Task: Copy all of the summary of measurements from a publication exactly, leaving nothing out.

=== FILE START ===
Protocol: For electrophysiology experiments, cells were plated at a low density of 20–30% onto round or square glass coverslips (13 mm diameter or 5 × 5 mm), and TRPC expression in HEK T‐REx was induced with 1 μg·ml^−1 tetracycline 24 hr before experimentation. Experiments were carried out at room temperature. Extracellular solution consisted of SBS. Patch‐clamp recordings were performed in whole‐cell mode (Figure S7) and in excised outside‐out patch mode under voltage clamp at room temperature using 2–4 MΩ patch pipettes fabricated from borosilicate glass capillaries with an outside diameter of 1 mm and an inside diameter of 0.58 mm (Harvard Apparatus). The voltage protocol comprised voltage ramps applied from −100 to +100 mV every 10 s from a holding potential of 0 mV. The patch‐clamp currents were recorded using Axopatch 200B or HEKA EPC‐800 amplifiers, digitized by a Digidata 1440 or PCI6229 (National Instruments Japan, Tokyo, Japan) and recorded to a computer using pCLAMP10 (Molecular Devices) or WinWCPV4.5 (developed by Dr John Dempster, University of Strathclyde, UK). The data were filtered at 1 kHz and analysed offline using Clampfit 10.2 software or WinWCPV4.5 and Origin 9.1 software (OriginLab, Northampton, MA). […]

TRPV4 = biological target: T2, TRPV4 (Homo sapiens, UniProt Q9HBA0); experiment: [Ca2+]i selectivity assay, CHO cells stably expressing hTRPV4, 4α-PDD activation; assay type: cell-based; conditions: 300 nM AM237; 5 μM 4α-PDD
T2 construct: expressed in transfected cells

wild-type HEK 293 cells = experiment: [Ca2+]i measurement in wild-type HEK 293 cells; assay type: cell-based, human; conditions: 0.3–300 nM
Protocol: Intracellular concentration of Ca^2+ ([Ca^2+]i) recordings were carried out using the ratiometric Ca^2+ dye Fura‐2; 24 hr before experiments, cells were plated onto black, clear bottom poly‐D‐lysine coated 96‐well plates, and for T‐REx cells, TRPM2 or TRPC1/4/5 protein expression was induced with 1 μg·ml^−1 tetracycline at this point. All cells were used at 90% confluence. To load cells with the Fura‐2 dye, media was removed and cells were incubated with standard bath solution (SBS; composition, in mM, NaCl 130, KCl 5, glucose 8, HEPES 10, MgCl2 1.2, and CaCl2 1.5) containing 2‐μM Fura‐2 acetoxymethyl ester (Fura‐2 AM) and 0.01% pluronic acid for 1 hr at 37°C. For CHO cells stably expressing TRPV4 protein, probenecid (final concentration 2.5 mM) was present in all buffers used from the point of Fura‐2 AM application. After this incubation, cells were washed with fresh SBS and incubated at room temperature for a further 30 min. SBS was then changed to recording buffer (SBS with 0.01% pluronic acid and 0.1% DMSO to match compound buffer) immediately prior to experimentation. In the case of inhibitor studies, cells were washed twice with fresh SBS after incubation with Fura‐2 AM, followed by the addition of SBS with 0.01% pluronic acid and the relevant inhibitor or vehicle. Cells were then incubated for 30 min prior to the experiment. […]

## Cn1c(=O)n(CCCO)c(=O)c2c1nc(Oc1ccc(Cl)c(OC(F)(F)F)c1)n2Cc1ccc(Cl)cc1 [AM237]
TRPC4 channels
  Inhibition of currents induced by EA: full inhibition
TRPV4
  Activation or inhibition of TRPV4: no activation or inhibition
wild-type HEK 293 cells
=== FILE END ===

Protocol: For electrophysiology experiments, cells were plated at a low density of 20–30% onto round or square glass coverslips (13 mm diameter or 5 × 5 mm), and TRPC expression in HEK T‐REx was induced with 1 μg·ml^−1 tetracycline 24 hr before experimentation. Experiments were carried out at room temperature. Extracellular solution consisted of SBS. Patch‐clamp recordings were performed in whole‐cell mode (Figure S7) and in excised outside‐out patch mode under voltage clamp at room temperature using 2–4 MΩ patch pipettes fabricated from borosilicate glass capillaries with an outside diameter of 1 mm and an inside diameter of 0.58 mm (Harvard Apparatus). The voltage protocol comprised voltage ramps applied from −100 to +100 mV every 10 s from a holding potential of 0 mV. The patch‐clamp currents were recorded using Axopatch 200B or HEKA EPC‐800 amplifiers, digitized by a Digidata 1440 or PCI6229 (National Instruments Japan, Tokyo, Japan) and recorded to a computer using pCLAMP10 (Molecular Devices) or WinWCPV4.5 (developed by Dr John Dempster, University of Strathclyde, UK). The data were filtered at 1 kHz and analysed offline using Clampfit 10.2 software or WinWCPV4.5 and Origin 9.1 software (OriginLab, Northampton, MA). […]

TRPV4 = biological target: T2, TRPV4 (Homo sapiens, UniProt Q9HBA0); experiment: [Ca2+]i selectivity assay, CHO cells stably expressing hTRPV4, 4α-PDD activation; assay type: cell-based; conditions: 300 nM AM237; 5 μM 4α-PDD
T2 construct: expressed in transfected cells

wild-type HEK 293 cells = experiment: [Ca2+]i measurement in wild-type HEK 293 cells; assay type: cell-based, human; conditions: 0.3–300 nM
Protocol: Intracellular concentration of Ca^2+ ([Ca^2+]i) recordings were carried out using the ratiometric Ca^2+ dye Fura‐2; 24 hr before experiments, cells were plated onto black, clear bottom poly‐D‐lysine coated 96‐well plates, and for T‐REx cells, TRPM2 or TRPC1/4/5 protein expression was induced with 1 μg·ml^−1 tetracycline at this point. All cells were used at 90% confluence. To load cells with the Fura‐2 dye, media was removed and cells were incubated with standard bath solution (SBS; composition, in mM, NaCl 130, KCl 5, glucose 8, HEPES 10, MgCl2 1.2, and CaCl2 1.5) containing 2‐μM Fura‐2 acetoxymethyl ester (Fura‐2 AM) and 0.01% pluronic acid for 1 hr at 37°C. For CHO cells stably expressing TRPV4 protein, probenecid (final concentration 2.5 mM) was present in all buffers used from the point of Fura‐2 AM application. After this incubation, cells were washed with fresh SBS and incubated at room temperature for a further 30 min. SBS was then changed to recording buffer (SBS with 0.01% pluronic acid and 0.1% DMSO to match compound buffer) immediately prior to experimentation. In the case of inhibitor studies, cells were washed twice with fresh SBS after incubation with Fura‐2 AM, followed by the addition of SBS with 0.01% pluronic acid and the relevant inhibitor or vehicle. Cells were then incubated for 30 min prior to the experiment. […]

## Cn1c(=O)n(CCCO)c(=O)c2c1nc(Oc1ccc(Cl)c(OC(F)(F)F)c1)n2Cc1ccc(Cl)cc1 [AM237]
TRPC4 channels
  Inhibition of currents induced by EA: full inhibition
TRPV4
  Activation or inhibition of TRPV4: no activation or inhibition
wild-type HEK 293 cells